OSHA Interpretation: Employees Must Be Protected From All Impalement Hazards
This recent clarification on impalement hazards from OSHA on March 18, 2014 is a perfect example why all employers must know and take to heart the General Duty Clause (section 5(a)(1)).
The International Association of Bridge, Structural, Ornamental and Reinforcing Iron Workers asked OSHA if it recognized objects other than reinforcing steel as impalement hazards.
This is because, OSHA has only two construction hazards that mention impalement:
- 1926.701 (b) says about reinforcing steel: “All protruding reinforcing steel, onto and into which employees could fall, shall be guarded to eliminate the hazard of impalement.”
- 1926.25 (a) says about protruding nails: “During the course of construction, alteration, or repairs, form and scrap lumber with protruding nails, and all other debris, shall be kept cleared from work areas, passageways, and stairs, in and around buildings or other structures.”
But where specific regulations may fail to cover every situation, OSHA’s General Duty (or “Elastic Clause”) requires employers to keep the workplace free from known hazards that can cause serious harm or death. OSHA even pointed out a few examples: steel stakes and metal conduit.
OSHA referred to a similar response they provided in 1999, which states that it would consider its requirement for protective devices for rebar – cover or a wooden trough that can stand at least 250 pounds dropped from 10 feet to meet the 1926.701(b) requirement – to also apply to other sharp objects.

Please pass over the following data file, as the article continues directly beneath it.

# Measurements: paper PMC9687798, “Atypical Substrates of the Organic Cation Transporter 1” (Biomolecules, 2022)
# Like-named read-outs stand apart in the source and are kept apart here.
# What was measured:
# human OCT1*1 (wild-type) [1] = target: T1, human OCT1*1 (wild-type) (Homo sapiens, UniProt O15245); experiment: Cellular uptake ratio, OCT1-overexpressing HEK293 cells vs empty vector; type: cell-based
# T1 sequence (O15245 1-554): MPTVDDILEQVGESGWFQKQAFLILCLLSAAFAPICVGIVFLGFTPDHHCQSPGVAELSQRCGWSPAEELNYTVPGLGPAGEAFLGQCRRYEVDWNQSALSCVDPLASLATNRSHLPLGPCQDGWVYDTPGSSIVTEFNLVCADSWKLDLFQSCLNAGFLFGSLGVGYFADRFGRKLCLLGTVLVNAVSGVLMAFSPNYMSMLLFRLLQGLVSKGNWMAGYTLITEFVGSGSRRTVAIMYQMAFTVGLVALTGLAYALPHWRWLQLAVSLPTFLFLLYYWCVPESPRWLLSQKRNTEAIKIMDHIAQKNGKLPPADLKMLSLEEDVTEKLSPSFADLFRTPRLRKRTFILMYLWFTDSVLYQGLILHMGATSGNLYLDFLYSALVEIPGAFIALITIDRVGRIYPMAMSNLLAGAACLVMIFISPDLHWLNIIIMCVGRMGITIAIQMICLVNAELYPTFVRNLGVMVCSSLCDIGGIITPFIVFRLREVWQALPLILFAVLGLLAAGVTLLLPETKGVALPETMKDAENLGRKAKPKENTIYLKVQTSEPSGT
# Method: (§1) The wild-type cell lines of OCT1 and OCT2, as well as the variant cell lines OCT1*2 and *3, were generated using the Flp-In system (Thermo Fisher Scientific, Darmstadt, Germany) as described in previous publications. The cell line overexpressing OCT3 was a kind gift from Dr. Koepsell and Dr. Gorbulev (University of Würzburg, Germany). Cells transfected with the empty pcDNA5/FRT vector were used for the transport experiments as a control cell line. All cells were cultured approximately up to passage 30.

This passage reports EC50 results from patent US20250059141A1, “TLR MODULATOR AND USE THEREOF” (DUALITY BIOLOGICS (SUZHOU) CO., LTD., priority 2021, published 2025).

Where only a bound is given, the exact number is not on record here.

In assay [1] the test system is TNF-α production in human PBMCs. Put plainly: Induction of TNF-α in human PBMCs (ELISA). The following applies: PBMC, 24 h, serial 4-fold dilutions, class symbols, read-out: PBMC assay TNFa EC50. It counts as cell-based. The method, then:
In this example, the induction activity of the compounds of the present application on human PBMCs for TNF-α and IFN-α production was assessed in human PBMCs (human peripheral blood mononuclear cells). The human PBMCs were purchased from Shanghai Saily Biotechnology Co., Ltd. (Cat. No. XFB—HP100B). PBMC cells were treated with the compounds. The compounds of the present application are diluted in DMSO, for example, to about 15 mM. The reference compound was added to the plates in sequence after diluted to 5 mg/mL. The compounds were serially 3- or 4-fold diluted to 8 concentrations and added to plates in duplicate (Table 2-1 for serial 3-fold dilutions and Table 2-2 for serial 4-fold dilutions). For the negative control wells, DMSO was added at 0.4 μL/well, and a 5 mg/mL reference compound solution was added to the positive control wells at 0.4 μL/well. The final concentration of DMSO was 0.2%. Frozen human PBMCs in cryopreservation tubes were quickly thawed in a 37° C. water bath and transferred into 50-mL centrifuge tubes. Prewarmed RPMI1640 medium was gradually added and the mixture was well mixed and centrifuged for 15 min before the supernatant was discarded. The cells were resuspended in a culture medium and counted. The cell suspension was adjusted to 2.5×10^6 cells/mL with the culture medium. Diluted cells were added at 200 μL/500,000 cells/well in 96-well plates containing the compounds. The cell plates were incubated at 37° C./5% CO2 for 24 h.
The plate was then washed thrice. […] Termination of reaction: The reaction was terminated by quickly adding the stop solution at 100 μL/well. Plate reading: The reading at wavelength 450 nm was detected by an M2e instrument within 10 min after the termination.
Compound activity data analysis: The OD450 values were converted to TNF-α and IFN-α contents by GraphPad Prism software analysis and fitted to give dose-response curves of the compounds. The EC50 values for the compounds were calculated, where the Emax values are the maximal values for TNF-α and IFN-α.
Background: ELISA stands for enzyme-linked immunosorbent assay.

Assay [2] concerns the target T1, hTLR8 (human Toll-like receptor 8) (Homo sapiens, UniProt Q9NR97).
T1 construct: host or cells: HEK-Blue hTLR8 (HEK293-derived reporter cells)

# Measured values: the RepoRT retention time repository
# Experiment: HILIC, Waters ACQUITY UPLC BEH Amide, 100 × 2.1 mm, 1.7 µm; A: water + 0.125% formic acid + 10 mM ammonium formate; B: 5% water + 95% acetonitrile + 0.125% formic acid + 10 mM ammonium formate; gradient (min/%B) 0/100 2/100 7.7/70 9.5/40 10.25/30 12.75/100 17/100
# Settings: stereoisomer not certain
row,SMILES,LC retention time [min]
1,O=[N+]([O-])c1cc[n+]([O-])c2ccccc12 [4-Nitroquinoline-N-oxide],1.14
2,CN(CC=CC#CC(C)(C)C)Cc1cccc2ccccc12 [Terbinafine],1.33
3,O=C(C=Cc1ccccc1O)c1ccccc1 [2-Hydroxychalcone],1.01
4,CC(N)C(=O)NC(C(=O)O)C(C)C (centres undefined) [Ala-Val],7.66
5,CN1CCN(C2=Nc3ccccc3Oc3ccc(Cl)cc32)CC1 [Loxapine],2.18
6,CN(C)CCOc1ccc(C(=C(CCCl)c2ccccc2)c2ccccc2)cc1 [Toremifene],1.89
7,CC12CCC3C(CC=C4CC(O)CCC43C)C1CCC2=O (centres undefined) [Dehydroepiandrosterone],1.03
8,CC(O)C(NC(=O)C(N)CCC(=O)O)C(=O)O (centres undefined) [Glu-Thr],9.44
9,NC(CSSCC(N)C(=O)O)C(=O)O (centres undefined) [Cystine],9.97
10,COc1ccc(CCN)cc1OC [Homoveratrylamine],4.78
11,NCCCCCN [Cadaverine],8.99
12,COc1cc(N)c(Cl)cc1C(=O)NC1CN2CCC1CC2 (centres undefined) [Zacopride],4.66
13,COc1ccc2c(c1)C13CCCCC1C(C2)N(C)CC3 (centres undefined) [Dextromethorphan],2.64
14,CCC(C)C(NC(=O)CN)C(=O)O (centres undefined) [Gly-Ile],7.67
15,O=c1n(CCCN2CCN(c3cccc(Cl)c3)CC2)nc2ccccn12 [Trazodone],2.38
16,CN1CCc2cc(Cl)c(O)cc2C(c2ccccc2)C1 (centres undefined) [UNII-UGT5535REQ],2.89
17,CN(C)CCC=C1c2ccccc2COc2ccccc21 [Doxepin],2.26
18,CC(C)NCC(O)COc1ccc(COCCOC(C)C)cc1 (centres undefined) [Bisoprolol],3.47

In short, OSHA has determined that employers are required to protect employees exposed to impalement, whether or not specific examples are contained in their standards, or simply implied by the General Duty Clause.
In addition to creating new and updating current regulations, OSHA publishes interpretations and answers to questions about existing rules. Here is what has been released in 2014:
- Construction’s Electrical Power Regulations Final Rule
- Cranes and Derricks Near Power Lines
- Recordkeeping for Multiple Business Establishments
- How to Decide It’s a Workplace Injury
- Safety Data Sheet (SDS) Reporting of Petroleum Streams
- Combustible Dust Labeling Requirements in Hazard Communication Standard (HCS)
- OSHA Definition of A HNOC Clarified for the HCS
- General Duty Clause Covers All Impalement Hazards
- Employer Responsible for Determining Qualified Rigger Status
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